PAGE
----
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How long should you prep a film or tv show?
Because prep is where the movie is made
I love prepping a movie. Its my favorite part of the process even more than filming. You have to solve a ton of problems in a very short amount of time and you get to work with a lot of talented and creative individuals in the process.
When a film or tv show gets green-lit or is on the verge of getting green-lit the discussion of prep should come into play. When and how long should both soft and hard prep be?
The Producers with the help of the Line Producer and/or UPM need to decide as early as possible how long the remote “soft prep” stage will last and when the initial “hard prep” in the office stage begin and last for.
A good rule of thumb is one day of hard prep for every shoot day but this is just a general idea.
One example: If you had a low budget $1M movie 15 days of hard prep would most likely be sufficient with a 15 day schedule if you have minimal locations and effects.
Now the people prepping during this hard prep are still selective. You won’t have a best boy grip prepping for 15 days..maybe two or three at most. The thought behind hard prep is that you are in physical office and you are working in close proximity with department heads making lots of progress and solving a ton of problems.
Before hard prep you have a period of time known as “soft prep” that could really vary between a month to several months depending on the scenario. Sometimes soft prep is done remotely with a mixture of zooms and other times its in a physical office setting.
Because every film and tv show is different its a good idea to assess the needs of each department and try to figure out how much soft prep and hard prep they need before assuming each department can pull off the impossible in a week.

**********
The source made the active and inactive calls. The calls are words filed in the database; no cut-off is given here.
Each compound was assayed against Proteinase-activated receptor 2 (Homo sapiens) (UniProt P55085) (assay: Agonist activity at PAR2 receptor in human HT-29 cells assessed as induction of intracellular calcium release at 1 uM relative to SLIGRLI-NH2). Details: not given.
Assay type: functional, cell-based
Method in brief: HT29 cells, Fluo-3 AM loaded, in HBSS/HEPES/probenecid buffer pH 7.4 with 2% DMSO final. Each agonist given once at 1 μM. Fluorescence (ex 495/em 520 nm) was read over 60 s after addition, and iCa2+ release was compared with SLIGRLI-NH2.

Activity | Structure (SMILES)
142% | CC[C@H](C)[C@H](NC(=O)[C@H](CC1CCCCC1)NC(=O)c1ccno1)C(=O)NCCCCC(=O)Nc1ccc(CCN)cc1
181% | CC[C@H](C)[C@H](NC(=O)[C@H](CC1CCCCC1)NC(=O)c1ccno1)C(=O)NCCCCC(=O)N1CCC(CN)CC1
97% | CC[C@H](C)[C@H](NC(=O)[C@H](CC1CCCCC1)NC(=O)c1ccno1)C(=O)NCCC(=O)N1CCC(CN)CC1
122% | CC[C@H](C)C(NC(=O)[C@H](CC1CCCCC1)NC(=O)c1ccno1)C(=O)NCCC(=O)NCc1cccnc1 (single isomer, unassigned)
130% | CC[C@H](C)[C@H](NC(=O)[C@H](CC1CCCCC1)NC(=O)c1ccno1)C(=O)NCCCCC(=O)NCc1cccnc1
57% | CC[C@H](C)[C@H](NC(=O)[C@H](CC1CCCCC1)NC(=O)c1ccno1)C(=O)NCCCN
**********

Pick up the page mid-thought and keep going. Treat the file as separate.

When you think about locations the prep time is often the longest because scouting various options and then negotiating deals, securing permits and basecamps can be very time consuming. Some cities require a permit to be submitted 7-10 days in advance of filming. This type of scenario forces the production to choose locations early because if the permit is denied its a mad scramble for an alternative location.
Soft Prep Considerations:
*prep time can vary depending on budget and scope of the project
*a low budget movie can have soft prep for 4-6 weeks whereas a big budget movie might have months before an office scenario begins
Hiring of Key dept heads (PD, AD, DP, POC, LM, ALM, Location Scout etc)
Decision on payroll service
Securing problematic or challenging locations
Attaching cast leads
Setting up accounting Practices
Finalizing the schedule & budget
Union paperwork applications (SAG, DGA, IATSE etc)
Tax Incentive applications
Hotel and travel plans if shooting remote
Hard Prep Considerations:
*usually 1 day of prep for each day of filming (can vary)
Hiring of crew
Location scout coordination
Tech scout coordination
Extras casting setup
Obtaining quotes for equipment and rentals
Dept meetings, scenario meetings and prod meetings